Membership in the BMW Club of Southern Alberta is a family affair. Many of our events are devised with family participation in mind.
These multi-day tours are structured with this in mind. We have one very successful European tour under our belts and several North American tours in the planning stages.
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2017 Appalachians Tour
by Chris Tworek
To go boldly where you have never gone before is the quintessentially romantic view of a road trip—an escape from normal everyday life with some good tunes and some usually forbidden munchies, always a bonus. Encapsulated in your own pod, rocketing down new trails is only enhanced by meeting up with your fellow explorers to share the day’s adventures at the next watering hole.
And so it began! With a few lingering worries about the effects of Hurricane Irma (that never materialized), a merry band of wannabe adolescents happily left behind the madness of Atlanta traffic for the serenity of the beautiful Blue Ridge Parkway and Skyline Drive: 925 km of breathtaking Appalachian mountain scenery and one of North America’s most scenic drives.
For Tour Folks there are always at least three parts to the play called a Road Trip: the first (and especially for those with Ultimate Driving Machines) is the driving experience; the second is what you see; the third, perhaps the best part, are those adventures and rabbit trails that only a group can get into and which provide a feeling of fun-filled camaraderie.
So—we hit the road. Whoa—wait—what about those rocket pods? Oh, yes! After the superb “pick the BMW you want” service that SIXT had previously given the Dolomites Tour, there was a bit of a letdown. SIXT North America have pretty well dumped their BMWs and the infamous rental agency ad tag of “or equivalent” meant Mercedes and Volvos (something about the new Mercedes state of the art football stadium and other Mercedes investments around Atlanta?). While some rental agencies had BMWs, the upgrade cost was ridiculous for a two-week tour and most of us settled for a Mercedes or Volvo. Then there was the super-roomy Dodge Caravan and a mean-looking Dodge Charger. Suffice to say, we got more than one comment about a BMW Club piloting ‘Brand-X’ machinery. If nothing else, we sure learned to appreciate our Bimmers back home! Please see the accompanying article on what it was like to drive one of these “or equivalents”.
Ah—the roads. Threading their paths along the spine of the Blue Ridge Mountain Range, both The Parkway and Skyline Drive are relatively easy to drive, with the two-lane road and its surrounds very well maintained. This is probably just as well as the spectacular flora (glorious forests and rocky verges), fauna (black bear and Monarch butterfly sightings were a highlight) and views from the plentiful scenic outlooks can be distracting. Information centers and interesting stops along the way provide both historical and geological information. Perhaps, though, these are mountains that only a geologist could truly appreciate—they may be the oldest in the world but time has worn them away, with the highest peak around 6700 feet. The trails criss-cross the Continental Divide in several locations. Famous names like Daniel Boone and Davy Crockett dot the Trail.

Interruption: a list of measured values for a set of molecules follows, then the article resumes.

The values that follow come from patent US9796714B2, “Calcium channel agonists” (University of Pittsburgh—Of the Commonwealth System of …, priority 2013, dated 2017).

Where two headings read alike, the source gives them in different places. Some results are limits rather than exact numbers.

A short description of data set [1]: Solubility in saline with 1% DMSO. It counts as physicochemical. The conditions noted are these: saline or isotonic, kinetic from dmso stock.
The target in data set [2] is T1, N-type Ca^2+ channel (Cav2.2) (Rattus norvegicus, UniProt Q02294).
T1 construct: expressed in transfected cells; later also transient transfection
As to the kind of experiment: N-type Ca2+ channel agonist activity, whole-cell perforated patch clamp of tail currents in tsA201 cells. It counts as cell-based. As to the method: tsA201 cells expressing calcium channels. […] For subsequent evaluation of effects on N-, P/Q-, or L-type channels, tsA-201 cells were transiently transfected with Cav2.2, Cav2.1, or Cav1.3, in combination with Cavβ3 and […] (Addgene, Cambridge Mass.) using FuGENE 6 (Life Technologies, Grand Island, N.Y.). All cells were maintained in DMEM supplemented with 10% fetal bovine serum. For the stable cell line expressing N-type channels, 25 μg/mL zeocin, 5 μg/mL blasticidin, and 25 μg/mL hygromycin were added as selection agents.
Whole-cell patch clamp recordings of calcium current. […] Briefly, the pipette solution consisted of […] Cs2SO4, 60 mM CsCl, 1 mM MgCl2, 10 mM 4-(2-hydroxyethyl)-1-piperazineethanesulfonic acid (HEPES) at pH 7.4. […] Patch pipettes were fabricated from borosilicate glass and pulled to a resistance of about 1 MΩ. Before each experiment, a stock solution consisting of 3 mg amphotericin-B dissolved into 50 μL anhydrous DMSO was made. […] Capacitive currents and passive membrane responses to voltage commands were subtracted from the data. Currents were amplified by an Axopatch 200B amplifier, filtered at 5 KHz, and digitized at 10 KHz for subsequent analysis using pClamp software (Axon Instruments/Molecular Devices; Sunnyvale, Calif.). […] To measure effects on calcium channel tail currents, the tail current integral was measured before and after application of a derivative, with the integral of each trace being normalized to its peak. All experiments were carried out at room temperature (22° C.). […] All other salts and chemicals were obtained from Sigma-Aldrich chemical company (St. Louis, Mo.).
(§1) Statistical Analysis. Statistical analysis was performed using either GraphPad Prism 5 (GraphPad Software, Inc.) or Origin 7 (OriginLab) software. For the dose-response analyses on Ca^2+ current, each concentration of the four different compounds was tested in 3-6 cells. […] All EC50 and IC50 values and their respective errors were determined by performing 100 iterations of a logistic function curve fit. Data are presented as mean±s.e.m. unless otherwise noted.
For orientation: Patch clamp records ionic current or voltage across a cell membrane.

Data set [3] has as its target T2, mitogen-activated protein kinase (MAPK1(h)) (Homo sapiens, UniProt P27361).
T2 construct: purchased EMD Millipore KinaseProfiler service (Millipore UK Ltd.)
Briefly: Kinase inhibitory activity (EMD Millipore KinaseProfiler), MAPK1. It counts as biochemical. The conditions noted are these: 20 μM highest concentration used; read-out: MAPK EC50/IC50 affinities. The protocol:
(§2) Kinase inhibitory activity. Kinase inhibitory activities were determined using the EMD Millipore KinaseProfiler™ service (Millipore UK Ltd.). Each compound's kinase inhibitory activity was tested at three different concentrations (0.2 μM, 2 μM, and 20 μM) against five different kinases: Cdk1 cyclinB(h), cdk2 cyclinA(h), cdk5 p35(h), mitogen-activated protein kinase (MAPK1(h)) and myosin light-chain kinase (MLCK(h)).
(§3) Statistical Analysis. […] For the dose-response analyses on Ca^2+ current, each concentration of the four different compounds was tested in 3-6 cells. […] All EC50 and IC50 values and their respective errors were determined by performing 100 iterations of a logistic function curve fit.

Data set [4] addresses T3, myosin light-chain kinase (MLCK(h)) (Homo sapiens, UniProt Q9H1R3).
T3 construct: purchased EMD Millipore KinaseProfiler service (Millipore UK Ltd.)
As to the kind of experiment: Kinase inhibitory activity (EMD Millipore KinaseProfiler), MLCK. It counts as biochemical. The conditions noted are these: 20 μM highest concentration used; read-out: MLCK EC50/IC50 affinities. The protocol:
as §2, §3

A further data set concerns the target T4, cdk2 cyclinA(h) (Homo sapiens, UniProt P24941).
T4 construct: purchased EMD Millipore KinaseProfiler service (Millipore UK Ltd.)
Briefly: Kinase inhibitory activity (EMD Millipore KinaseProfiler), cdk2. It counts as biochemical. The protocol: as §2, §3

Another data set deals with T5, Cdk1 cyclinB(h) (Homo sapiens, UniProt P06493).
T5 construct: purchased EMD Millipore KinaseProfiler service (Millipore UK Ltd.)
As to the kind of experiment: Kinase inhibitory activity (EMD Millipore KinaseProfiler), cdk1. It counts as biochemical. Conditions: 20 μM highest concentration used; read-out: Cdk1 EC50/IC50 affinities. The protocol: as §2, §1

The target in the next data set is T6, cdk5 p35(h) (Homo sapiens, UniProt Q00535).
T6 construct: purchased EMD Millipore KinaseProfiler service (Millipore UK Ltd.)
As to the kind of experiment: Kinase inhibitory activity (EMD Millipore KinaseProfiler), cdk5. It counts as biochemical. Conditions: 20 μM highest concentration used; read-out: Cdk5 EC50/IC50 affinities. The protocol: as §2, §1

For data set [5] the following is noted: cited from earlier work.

For the driver, the fun roads are actually the access roads to and from the Parkway. While we hit some of the famous roads like Diamondback, The Snake, Rte 313 and Tail of the Dragon, some of the other roads were far more daunting in their twists and turns. One can only imagine the moonshiners thundering down these paths—in the rain and in the dark through all seasons. Even with today’s cars, this might be something best left to the locals. Perhaps the “famous” roads are all about selling t-shirts and bragging rights to tourists, while the real drivers stick to the local goat paths!
The folks on this and previous tours always remark that what they like best is the disorganized organization of the proceedings: you know where your head will hit the pillow each night and when a handful of group dinners will be held, and yes, you get a guidebook and maps. After that, there is no “have your bags in the hallway by 7” or “meet your excursion bus”. How and when you get to the next hotel or watering-hole is all up to you. Somehow, a loose square dance starts happening when people meet over breakfast or at an informal dinner the night before to discuss the day’s adventures and what seems neat to do next. Libations and a dinner with some of the group, exploring a restaurant down the street, makes a day in the saddle that much more fun. The next day, sometimes two to four cars pair up; sometimes everyone goes on their own.
That’s how impromptu “bush walks” and shared picnic lunches happen, or how the Gordon Lightfoot concert in Charlottesville or a favorite author like Barbara Kingsolver sitting next to you in the Harvest Table Restaurant in the small village of Meadowview, VA get discovered via the serendipity factor. Hitting the small town of Floyd, VA, on a Saturday afternoon got a bunch of us into the local Country Store replete with Bluegrass musicians, a great country lunch, and a very eclectic collection of everything country including cans of creamed possum in coon fat gravy. And—yes—the local courthouse had civil war statues out front, undiscovered, as yet, by revisionist forces.